6. Mamma Mia!

We are already humming Dancing Queen. In its 30th season, the New Bedford Festival Theater presents the show that’ll have you smiling the whole way home. July 19 – 28. Tickets range from $39 to $65. The Zeiterion Theater, 684 Purchase Street, New Bedford. Buy tickets here.

7. Classic Movies

Mayor Jon Mitchell kicks off his summer movie series at the Zeiterion Theater with the original Willy Wonka & the Chocolate Factory, starring Gene Wilder. Just like the old days: enjoy a movie on the big screen in plush velvet seats. The prices are like the old days, too. Just $3 per person. Thanks, Mayor Mitchell. July 31 at 7 pm. The Z, 684 Purchase Street, New Bedford. More here.  

Photo from Zen Revolution8. Outdoor Zen

During those deep winter months, we dream of tree pose with a salt water vista. It’s the time of year to store up those views for the year. There are several classes that take advantage of the South Coast’s lovely historic areas & vistas. For instance, check out Zen Revolution at Fort Phoenix. $5 drop in fee Mondays, Wednesday and Thursdays at 6 or Saturdays at 8:30. Fort Phoenix, Fairhaven. See more here.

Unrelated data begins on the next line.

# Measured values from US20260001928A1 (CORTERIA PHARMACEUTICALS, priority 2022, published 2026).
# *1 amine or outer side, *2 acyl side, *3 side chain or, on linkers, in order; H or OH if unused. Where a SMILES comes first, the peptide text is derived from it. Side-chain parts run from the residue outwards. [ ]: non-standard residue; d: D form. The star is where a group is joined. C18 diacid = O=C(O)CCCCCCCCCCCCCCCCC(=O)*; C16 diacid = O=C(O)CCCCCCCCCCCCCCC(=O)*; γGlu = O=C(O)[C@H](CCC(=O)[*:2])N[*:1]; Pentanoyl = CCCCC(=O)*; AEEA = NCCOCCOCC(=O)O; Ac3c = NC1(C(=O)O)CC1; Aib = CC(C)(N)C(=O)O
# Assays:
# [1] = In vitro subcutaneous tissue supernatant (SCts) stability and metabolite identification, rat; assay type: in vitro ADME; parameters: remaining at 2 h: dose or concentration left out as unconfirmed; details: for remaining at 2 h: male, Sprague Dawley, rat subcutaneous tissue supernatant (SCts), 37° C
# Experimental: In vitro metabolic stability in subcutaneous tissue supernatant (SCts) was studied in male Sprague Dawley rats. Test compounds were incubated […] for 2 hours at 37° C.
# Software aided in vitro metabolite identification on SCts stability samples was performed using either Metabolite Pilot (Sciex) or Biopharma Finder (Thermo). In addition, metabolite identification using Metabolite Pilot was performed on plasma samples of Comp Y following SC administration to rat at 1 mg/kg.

There you have it, our top picks for July on the South Coast! Wanna keep up with the coolest happenings each month on the South Coast?! Sign up for our free monthly newsletter right here!

Photo: Josh Souza

Our early Summer issue is on newsstands now.  It’s popping with great content (a Tiverton farmhouse that flirts with industrial style, the sport of Azorean whaleboating and the people behind it, behind-the-scenes with local dairy and oyster farmers, a fashion shoot in Padanaram Harbor, and lots more). If you want a copy delivered to your door with things you won’t see online, subscribe right here!

Or just help us spread the word about South Coast Almanac by sharing this post with your friends on facebook, twitter or by email.

 

 

 

 

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Hello Oysters! Reflections from a Wareham Oyster Farmer

At 63 years old, Wareham’s David Paling decided to embark on a second career as an oyster farmer. He shared his story with us in the current print issue of South Coast Almanac and we’re reprinting it here. Settle in and read his story (and join us for a boat ride to his shellfish grant on July 20th — details below)…